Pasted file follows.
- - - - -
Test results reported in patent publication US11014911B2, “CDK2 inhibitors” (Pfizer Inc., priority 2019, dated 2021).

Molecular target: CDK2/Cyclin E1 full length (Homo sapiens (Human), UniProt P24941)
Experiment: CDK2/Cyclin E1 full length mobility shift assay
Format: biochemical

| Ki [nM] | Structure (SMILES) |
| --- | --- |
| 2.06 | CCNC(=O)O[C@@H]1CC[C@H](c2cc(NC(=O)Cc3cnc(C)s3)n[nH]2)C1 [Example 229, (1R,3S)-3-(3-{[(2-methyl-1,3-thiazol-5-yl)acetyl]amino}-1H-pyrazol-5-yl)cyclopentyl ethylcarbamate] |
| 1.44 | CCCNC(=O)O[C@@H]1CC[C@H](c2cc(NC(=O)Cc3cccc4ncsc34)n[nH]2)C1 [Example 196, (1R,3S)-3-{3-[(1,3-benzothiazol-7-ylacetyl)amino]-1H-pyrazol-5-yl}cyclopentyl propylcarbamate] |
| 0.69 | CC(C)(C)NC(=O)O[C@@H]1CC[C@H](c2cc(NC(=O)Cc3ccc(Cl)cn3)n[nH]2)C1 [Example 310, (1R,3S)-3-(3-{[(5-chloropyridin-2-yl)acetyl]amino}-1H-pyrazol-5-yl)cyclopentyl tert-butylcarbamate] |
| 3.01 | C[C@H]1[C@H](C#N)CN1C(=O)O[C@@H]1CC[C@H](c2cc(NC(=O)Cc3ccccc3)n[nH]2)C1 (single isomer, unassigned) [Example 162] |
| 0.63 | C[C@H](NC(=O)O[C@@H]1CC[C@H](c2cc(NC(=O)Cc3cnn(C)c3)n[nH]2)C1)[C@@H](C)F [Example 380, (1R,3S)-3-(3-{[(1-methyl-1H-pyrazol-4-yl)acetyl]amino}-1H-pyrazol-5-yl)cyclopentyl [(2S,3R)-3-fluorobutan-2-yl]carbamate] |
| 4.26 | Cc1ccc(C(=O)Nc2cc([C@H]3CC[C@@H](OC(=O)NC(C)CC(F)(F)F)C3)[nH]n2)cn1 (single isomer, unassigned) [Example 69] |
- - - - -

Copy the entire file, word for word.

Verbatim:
Test results reported in patent publication US11014911B2, “CDK2 inhibitors” (Pfizer Inc., priority 2019, dated 2021).

Molecular target: CDK2/Cyclin E1 full length (Homo sapiens (Human), UniProt P24941)
Experiment: CDK2/Cyclin E1 full length mobility shift assay
Format: biochemical

| Ki [nM] | Structure (SMILES) |
| --- | --- |
| 2.06 | CCNC(=O)O[C@@H]1CC[C@H](c2cc(NC(=O)Cc3cnc(C)s3)n[nH]2)C1 [Example 229, (1R,3S)-3-(3-{[(2-methyl-1,3-thiazol-5-yl)acetyl]amino}-1H-pyrazol-5-yl)cyclopentyl ethylcarbamate] |
| 1.44 | CCCNC(=O)O[C@@H]1CC[C@H](c2cc(NC(=O)Cc3cccc4ncsc34)n[nH]2)C1 [Example 196, (1R,3S)-3-{3-[(1,3-benzothiazol-7-ylacetyl)amino]-1H-pyrazol-5-yl}cyclopentyl propylcarbamate] |
| 0.69 | CC(C)(C)NC(=O)O[C@@H]1CC[C@H](c2cc(NC(=O)Cc3ccc(Cl)cn3)n[nH]2)C1 [Example 310, (1R,3S)-3-(3-{[(5-chloropyridin-2-yl)acetyl]amino}-1H-pyrazol-5-yl)cyclopentyl tert-butylcarbamate] |
| 3.01 | C[C@H]1[C@H](C#N)CN1C(=O)O[C@@H]1CC[C@H](c2cc(NC(=O)Cc3ccccc3)n[nH]2)C1 (single isomer, unassigned) [Example 162] |
| 0.63 | C[C@H](NC(=O)O[C@@H]1CC[C@H](c2cc(NC(=O)Cc3cnn(C)c3)n[nH]2)C1)[C@@H](C)F [Example 380, (1R,3S)-3-(3-{[(1-methyl-1H-pyrazol-4-yl)acetyl]amino}-1H-pyrazol-5-yl)cyclopentyl [(2S,3R)-3-fluorobutan-2-yl]carbamate] |
| 4.26 | Cc1ccc(C(=O)Nc2cc([C@H]3CC[C@@H](OC(=O)NC(C)CC(F)(F)F)C3)[nH]n2)cn1 (single isomer, unassigned) [Example 69] |